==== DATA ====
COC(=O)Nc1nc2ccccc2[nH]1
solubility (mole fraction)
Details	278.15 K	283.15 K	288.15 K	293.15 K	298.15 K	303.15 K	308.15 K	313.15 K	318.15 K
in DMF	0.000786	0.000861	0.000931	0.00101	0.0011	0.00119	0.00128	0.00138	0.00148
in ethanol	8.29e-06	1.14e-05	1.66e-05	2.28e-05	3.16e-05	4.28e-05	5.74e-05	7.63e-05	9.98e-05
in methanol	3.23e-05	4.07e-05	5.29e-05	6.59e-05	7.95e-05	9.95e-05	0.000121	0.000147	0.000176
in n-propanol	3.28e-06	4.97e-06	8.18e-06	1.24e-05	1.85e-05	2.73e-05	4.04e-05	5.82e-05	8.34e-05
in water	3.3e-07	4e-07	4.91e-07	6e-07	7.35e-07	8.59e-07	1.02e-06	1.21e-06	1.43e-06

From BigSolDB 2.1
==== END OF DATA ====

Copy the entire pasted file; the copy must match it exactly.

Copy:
COC(=O)Nc1nc2ccccc2[nH]1
solubility (mole fraction)
Details	278.15 K	283.15 K	288.15 K	293.15 K	298.15 K	303.15 K	308.15 K	313.15 K	318.15 K
in DMF	0.000786	0.000861	0.000931	0.00101	0.0011	0.00119	0.00128	0.00138	0.00148
in ethanol	8.29e-06	1.14e-05	1.66e-05	2.28e-05	3.16e-05	4.28e-05	5.74e-05	7.63e-05	9.98e-05
in methanol	3.23e-05	4.07e-05	5.29e-05	6.59e-05	7.95e-05	9.95e-05	0.000121	0.000147	0.000176
in n-propanol	3.28e-06	4.97e-06	8.18e-06	1.24e-05	1.85e-05	2.73e-05	4.04e-05	5.82e-05	8.34e-05
in water	3.3e-07	4e-07	4.91e-07	6e-07	7.35e-07	8.59e-07	1.02e-06	1.21e-06	1.43e-06

From BigSolDB 2.1